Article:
A used auto loan usually carries a higher interest rate, typically 2%, than a new auto loan
most banks will not lend you money for a used car that is older than 4 or 5 years old so bear that in mind. For car buyers looking for used car auto loan for cars that are 4 or 5 years older, it helps to have money saved for that purpose.
For car loans older than 4 or 5 years, other sources are home equity loan and loan from family.
Home equity loans makes good sense because the prime rate is low. You'll get a good interest rate and the payments will be tax deductible. But this kind of loan holds some risk: such a loan might leave you in danger of losing your house. You won't like losing your home just because of a car but desperate times might happen that can cause such a sad event.
Your family may loan you the money needed for a cash transaction too if you buy the car from a private party. Cars depreciate half their value in 3 years. So a 5 year old car generally wouldn't be too expensive if bought for cash.
Used auto loan sources are plentiful for cars that are less than 5 years. When looking for a used car, securing financing should be the first step that you do. If you have your
financing already in place, you'll avoid dealers charging you more than what is necessary.
When looking for used cars, visit these pages to have an idea of where to look for it other than in your neighborhood's driveways:
The following are the places where you can get a used car auto loan:
Local banks and credit unions. You can have these loans approved before you even hit the auto dealers' showroom. These sources of used car financing will usually offer the lowest rates you'll find, and credit unions are generally lower than banks.
Online lenders. In recent years, Internet-only finance companies such as Up2Drive and Roadloans.com have appeared, offering very attractive rates and contract lengths. These loans can be handled entirely on the Web, putting a buyer's check in your hand in just a few days that can be used at a dealership or for a private-party purchase.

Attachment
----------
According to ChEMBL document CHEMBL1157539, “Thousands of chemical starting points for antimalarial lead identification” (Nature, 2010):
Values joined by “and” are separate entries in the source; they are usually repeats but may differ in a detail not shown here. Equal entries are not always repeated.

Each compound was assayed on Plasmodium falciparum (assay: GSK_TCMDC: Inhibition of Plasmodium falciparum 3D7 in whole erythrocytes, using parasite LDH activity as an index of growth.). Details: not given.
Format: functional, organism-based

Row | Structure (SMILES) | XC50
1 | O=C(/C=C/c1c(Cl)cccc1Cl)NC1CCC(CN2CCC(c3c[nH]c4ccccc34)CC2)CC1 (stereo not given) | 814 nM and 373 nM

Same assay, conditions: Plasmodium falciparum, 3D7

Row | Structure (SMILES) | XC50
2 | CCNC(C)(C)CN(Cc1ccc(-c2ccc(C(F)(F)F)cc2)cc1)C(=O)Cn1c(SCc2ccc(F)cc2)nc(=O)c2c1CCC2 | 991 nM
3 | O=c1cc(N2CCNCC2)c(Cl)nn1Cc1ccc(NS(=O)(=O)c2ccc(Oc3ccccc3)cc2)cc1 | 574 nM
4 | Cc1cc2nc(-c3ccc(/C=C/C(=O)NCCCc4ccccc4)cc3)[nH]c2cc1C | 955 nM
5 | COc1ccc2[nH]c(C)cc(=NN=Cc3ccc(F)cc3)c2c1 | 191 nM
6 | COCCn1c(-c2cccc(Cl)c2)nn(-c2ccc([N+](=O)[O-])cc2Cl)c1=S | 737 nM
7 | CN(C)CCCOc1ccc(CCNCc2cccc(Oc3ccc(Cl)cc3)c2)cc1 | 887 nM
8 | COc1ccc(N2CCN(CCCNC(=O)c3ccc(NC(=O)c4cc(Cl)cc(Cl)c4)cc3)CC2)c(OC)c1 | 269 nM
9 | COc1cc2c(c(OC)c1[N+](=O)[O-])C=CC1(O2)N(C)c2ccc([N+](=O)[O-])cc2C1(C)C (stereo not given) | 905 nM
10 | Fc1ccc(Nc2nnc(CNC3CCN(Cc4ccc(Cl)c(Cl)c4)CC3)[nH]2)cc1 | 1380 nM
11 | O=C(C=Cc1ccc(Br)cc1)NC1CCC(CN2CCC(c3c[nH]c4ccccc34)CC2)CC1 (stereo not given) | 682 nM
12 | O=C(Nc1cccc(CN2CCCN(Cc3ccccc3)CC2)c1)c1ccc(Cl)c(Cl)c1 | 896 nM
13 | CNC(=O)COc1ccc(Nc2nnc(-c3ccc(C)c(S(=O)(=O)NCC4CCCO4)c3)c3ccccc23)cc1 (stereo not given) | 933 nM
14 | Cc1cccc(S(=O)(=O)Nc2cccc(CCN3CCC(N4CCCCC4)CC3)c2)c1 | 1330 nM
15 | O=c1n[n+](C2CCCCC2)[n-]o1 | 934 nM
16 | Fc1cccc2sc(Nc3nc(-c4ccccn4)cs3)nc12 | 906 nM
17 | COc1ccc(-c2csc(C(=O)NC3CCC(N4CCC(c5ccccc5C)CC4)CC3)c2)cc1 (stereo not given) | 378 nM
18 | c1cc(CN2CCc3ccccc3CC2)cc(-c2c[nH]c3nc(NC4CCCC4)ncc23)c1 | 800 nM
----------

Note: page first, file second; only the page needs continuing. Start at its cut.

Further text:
Home equity loan. You'll get a good interest rate and the payments will be tax deductible. But be
cautious because you are practically putting a lien on your house just for a car purchase.
Family and relatives loan. Your family can lend you money or co-sign for your used auto loan. If you don't have credit or your credit isn't too good, your family can co-sign but if you are not careful with your payments, you might ruin their credit as well as yours.
Dealer/manufacturer. Dealer/manufacturers' loans generally cost more but those zero-percent deals are surely enticing. Be warned that the loans they offer you often cost more than you realize because sometimes they require "dealer participation," which is doublespeak for the dealer having to subsidize the below-norm financing for the used auto loan.
So how would dealers recoup those expenses? Dealers have a wide arsenal of weapons to line their pockets with your cash so be careful. One of them is by raising the price of the car. But you have already done your homework by doing your research of those internet websites so you are covered. Print those car comparisons and make them as your reference point when haggling with a used car dealer or an individual seller.